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what's a better code design priciple?

Tough call.  In general, the higher the level of abstraction at which
optimization can be performed, the more effective the optimization.  In
other words, a human programmer who understands the overall goal has the
potential to be more effective at optimization than a compiler or a
processing engine, often by orders of magnitude.

On the other hand, issuing multiple queries to a database can often
produce a lot of extra overhead in terms of locking and in treating
intermediate results, so you are usually going to be better off letting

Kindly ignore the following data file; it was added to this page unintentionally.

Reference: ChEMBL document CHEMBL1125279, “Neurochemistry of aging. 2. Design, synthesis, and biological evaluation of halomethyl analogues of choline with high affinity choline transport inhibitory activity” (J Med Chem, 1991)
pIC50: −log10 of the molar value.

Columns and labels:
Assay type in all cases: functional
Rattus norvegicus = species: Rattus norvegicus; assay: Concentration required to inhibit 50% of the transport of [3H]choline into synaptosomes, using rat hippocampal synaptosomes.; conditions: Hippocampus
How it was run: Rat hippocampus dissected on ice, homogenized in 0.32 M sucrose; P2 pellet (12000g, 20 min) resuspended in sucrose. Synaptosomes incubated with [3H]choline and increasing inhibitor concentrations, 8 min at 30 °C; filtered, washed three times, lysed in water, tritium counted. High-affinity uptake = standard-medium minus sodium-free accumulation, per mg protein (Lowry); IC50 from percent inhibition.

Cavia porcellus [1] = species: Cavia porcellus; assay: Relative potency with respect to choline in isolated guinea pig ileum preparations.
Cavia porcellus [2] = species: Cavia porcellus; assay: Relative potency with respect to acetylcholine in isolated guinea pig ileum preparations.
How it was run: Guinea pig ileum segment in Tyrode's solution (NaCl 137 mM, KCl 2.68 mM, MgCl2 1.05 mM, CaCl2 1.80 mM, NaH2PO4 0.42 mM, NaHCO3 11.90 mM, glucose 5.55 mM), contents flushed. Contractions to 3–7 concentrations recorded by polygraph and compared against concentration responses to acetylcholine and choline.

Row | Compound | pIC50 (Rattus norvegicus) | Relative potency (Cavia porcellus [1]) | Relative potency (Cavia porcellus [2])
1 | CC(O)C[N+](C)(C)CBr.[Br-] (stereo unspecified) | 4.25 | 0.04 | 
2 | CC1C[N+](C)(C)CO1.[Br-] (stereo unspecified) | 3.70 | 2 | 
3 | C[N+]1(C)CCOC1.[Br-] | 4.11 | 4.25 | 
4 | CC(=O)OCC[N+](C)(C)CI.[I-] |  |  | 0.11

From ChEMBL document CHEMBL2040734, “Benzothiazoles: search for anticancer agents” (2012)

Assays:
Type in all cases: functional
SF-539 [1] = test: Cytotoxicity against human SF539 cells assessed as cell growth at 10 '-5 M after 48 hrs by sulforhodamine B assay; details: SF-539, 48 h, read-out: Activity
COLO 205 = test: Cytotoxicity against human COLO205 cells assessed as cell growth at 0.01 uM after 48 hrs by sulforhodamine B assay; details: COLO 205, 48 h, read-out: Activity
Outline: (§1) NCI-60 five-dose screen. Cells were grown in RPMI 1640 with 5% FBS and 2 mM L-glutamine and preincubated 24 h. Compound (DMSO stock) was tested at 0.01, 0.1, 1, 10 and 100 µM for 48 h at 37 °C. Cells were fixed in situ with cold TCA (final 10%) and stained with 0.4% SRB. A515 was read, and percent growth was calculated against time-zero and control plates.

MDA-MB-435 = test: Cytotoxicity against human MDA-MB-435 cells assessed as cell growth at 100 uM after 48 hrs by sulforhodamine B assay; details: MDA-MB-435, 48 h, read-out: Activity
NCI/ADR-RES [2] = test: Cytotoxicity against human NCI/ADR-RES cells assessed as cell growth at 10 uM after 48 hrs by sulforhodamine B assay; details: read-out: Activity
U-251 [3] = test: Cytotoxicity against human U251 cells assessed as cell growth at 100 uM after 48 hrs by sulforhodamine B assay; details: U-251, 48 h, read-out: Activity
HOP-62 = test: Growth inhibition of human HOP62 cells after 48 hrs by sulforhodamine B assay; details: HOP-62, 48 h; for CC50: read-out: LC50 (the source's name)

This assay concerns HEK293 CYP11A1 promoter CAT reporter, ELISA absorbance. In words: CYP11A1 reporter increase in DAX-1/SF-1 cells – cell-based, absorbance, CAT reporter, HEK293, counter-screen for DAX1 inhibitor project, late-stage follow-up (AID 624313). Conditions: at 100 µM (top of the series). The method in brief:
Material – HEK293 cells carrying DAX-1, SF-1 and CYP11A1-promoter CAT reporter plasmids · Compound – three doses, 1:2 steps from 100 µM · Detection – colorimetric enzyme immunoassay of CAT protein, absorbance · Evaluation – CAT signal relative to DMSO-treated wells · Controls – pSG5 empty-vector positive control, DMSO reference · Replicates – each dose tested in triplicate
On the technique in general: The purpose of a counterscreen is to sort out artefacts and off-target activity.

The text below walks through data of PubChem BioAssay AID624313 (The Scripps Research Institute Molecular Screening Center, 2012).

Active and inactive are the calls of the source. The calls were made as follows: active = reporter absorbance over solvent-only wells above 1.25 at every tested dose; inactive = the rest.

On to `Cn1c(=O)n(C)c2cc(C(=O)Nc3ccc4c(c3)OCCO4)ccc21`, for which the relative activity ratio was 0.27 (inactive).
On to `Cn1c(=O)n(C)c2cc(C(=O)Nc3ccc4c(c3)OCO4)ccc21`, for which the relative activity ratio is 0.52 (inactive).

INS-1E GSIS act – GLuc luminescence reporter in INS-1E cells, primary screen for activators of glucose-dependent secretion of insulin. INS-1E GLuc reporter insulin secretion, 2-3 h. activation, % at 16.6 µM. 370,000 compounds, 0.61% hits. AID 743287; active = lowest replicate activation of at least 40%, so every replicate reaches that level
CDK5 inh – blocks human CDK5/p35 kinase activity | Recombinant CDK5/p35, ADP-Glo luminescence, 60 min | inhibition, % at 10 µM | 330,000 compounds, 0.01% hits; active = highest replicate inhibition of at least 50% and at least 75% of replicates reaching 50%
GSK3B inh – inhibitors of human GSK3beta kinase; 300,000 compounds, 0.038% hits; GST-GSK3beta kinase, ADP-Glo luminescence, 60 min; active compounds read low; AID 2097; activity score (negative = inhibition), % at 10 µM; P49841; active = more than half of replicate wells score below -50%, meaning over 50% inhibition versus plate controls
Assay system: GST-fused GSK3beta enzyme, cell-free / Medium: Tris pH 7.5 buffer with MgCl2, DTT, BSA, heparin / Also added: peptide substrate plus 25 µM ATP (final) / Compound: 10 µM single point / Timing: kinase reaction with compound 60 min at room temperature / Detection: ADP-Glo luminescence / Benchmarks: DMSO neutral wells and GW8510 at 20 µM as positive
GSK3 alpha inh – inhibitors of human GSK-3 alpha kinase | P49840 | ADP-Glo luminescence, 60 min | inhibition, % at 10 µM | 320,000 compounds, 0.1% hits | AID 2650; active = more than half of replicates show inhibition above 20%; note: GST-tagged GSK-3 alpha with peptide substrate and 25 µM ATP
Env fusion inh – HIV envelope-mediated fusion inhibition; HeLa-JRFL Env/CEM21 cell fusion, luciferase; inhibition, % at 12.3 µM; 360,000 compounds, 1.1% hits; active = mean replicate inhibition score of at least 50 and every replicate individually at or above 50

the SQL engine do internal optimizations.  If the complicated query causes
a lot of operations which generate intermediate data that just gets thrown
away, however, then a chain of simpler queries might make more sense.

Ultimately, the only way to know is to measure both ways.  Even this is no
absolute assurance, since your benchmark might be affected by the size of
the database, the number of running indices, and other variable factors.

-- Mike

On 2000-05-30 at 14:16 -0400, Christoph Doerbeck A242369 wrote:

> 	a) use multiple simple SQL queries requiring additional code 
> 	b) increase SQL complexibilty, use one query and reduce code size

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